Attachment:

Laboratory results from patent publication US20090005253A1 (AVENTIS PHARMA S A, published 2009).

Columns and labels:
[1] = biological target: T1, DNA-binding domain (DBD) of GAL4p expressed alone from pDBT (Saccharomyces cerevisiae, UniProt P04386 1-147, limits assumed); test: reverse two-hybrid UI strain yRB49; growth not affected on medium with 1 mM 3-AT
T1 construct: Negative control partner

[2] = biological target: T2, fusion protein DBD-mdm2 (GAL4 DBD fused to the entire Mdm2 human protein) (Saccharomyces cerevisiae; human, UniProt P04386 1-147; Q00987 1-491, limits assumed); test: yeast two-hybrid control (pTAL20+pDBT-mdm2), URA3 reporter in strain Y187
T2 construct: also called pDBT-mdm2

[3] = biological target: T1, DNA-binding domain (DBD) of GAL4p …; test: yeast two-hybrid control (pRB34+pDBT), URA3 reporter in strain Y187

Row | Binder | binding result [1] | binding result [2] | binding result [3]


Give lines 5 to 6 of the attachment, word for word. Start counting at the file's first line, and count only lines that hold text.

[2] = biological target: T2, fusion protein DBD-mdm2 (GAL4 DBD fused to the entire Mdm2 human protein) (Saccharomyces cerevisiae; human, UniProt P04386 1-147; Q00987 1-491, limits assumed); test: yeast two-hybrid control (pTAL20+pDBT-mdm2), URA3 reporter in strain Y187
T2 construct: also called pDBT-mdm2